Managing Editor

Member since Dec 2023

Nsikan Akpan is the managing editor for Think Global Health at the Council on Foreign Relations (CFR). He previously worked for New York Public Radio as the health and science editor for the WNYC/Gothamist newsroom. Before NYPR, he worked at National Geographic as a science editor overseeing its COVID-19 coverage, and as a science producer for PBS NewsHour, where he co-created an award-winning video series named ScienceScope. He shared a 2020 Emmy for the PBS NewsHour series “Stopping a Killer Pandemic” and in 2019 received a George Foster Peabody Award for the PBS NewsHour series “The Plastic Problem.” Nsikan has also worked for NPR, Science News Magazine, Science Magazine, KUSP Central Coast Public Radio, the Santa Cruz Sentinel and as a writer at the Center for Infection and Immunity at Columbia University. He holds a doctorate in pathobiology from Columbia University and is an alum of the science communication program at the University of California, Santa Cruz. 

https://www.nationalgeographic.com/science/article/how-to-stop-coronavirus-surges-from-winning-the-war-cvd
Case surges, overrun hospitals, and a second lockdown this summer could deal a heavy blow to the United States. Here's what we need to turn the tide.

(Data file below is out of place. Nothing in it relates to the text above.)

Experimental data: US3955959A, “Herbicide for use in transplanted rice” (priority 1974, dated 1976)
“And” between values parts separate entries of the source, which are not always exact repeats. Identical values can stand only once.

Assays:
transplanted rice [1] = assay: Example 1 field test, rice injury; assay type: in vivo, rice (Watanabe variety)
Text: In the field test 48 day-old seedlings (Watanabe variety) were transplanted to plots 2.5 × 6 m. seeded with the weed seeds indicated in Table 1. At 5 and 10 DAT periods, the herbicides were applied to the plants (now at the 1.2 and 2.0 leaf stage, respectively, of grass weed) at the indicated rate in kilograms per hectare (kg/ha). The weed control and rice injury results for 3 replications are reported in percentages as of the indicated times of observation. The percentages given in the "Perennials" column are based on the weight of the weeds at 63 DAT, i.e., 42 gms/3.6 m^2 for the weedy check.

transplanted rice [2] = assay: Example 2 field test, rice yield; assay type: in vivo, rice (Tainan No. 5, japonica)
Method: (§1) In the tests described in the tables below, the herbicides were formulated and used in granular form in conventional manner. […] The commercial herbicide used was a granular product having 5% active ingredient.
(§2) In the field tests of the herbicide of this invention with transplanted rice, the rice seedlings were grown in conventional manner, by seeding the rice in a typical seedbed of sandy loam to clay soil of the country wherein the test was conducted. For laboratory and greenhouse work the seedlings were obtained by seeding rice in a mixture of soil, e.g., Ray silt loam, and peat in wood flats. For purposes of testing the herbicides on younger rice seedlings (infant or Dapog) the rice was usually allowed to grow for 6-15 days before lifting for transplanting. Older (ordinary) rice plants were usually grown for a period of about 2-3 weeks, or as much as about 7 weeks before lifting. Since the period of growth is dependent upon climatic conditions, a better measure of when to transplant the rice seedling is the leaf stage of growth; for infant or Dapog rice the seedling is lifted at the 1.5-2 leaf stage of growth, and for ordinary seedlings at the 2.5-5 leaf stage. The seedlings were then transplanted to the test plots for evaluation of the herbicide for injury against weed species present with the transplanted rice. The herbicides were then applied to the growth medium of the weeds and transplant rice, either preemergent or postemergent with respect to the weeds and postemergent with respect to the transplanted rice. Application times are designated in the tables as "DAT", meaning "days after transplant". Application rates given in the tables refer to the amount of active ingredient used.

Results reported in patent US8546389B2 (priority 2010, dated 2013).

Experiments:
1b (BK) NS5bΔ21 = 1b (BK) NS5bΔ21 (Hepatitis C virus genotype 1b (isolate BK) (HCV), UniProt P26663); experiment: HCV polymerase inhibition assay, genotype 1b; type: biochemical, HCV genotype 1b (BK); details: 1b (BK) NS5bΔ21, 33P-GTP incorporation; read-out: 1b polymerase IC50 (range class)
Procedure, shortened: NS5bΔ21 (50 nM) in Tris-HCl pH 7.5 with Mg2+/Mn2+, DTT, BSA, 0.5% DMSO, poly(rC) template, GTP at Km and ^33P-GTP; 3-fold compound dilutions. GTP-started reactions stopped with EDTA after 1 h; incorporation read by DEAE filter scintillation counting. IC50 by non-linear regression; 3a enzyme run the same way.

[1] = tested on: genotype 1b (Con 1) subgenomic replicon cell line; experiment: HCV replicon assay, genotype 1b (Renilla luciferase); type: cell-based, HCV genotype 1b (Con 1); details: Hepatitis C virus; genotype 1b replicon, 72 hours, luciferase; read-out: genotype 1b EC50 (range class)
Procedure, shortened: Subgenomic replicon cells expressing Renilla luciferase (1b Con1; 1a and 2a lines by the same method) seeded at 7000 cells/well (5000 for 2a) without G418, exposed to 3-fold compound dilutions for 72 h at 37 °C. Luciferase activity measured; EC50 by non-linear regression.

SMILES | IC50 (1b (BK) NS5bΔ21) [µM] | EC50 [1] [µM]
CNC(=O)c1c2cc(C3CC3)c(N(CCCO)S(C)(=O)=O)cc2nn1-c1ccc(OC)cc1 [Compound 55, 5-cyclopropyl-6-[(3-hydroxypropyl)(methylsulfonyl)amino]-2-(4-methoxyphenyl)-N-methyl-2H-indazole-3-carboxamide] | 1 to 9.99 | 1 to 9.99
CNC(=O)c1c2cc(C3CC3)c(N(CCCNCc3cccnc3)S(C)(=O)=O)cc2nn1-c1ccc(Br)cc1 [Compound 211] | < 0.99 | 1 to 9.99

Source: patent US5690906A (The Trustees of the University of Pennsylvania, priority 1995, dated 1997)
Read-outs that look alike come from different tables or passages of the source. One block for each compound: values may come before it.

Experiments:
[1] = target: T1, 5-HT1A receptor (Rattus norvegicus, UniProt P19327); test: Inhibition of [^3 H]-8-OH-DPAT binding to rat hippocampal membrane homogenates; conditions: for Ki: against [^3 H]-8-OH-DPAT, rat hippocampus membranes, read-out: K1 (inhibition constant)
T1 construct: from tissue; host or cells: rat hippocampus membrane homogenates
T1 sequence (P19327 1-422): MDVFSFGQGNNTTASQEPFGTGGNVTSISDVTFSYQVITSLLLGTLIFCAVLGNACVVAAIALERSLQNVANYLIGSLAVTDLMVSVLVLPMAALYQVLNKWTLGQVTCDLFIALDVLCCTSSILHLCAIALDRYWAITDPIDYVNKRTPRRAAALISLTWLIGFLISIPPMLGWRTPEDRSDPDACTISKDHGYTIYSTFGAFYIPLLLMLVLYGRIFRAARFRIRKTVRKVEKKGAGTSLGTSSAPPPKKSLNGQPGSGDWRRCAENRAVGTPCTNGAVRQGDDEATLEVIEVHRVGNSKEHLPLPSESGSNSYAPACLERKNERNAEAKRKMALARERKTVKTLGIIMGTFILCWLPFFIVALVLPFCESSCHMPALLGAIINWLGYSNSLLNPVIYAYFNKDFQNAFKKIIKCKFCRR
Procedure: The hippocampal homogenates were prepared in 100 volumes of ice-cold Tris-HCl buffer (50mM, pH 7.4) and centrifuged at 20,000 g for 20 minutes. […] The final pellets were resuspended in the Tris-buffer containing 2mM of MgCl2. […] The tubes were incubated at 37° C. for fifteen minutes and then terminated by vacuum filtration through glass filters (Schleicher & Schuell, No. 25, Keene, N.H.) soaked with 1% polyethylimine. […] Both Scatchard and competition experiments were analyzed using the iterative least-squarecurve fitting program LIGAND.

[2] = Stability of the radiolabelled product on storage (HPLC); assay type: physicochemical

https://www.nationalgeographic.com/travel/article/how-to-minimize-coronavirus-risk-during-your-holiday-trip
From tests to quarantines, here’s what scientists recommend if you must take a trip during the pandemic

https://www.nationalgeographic.com/science/article/we-just-became-doctors-our-first-assignment-is-the-coronavirus 
Medical residents spend years training to turn calamities into victories, but the scale of the COVID-19 crisis has been daunting.

https://gothamist.com/news/when-should-nyc-worry-about-lees-path-making-sense-of-hurricane-forecasts
Gothamist looks at why hurricane season is suddenly popping off and whether they need to start preparing for Hurricane Lee. 

https://www.pbs.org/newshour/science/genetic-genealogy-can-help-solve-cold-cases-it-can-also-accuse-the-wrong-person
Genetic genealogy can help solve cold cases. It can also accuse the wrong person.

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